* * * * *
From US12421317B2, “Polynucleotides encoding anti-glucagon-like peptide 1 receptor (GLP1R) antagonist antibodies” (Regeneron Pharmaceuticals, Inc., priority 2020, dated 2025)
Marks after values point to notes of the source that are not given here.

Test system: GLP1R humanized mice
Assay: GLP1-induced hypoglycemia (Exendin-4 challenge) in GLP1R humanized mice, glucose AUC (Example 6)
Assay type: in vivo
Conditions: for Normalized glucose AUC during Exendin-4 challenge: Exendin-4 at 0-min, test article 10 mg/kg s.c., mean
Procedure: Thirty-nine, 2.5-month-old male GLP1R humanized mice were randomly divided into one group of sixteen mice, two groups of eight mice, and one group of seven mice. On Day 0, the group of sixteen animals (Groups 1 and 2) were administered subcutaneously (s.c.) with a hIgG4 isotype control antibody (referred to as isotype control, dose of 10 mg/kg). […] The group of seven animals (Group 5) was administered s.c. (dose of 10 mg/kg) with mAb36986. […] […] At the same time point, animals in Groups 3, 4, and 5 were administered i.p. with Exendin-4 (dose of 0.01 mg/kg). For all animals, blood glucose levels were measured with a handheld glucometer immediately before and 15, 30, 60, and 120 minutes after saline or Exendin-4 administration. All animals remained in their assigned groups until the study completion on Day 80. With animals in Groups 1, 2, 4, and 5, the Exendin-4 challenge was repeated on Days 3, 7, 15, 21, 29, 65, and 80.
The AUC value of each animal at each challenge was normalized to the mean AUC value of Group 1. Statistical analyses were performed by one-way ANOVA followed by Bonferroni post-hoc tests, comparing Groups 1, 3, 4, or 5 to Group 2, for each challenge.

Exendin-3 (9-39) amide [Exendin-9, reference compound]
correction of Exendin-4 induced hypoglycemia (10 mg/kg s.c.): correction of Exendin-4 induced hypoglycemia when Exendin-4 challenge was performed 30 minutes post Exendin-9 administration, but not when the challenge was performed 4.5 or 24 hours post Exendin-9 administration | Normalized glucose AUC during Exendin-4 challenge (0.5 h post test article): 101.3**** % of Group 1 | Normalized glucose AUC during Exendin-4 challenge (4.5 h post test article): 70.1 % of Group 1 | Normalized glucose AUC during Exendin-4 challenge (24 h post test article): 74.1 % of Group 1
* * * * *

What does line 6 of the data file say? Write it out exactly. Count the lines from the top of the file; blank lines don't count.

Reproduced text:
Conditions: for Normalized glucose AUC during Exendin-4 challenge: Exendin-4 at 0-min, test article 10 mg/kg s.c., mean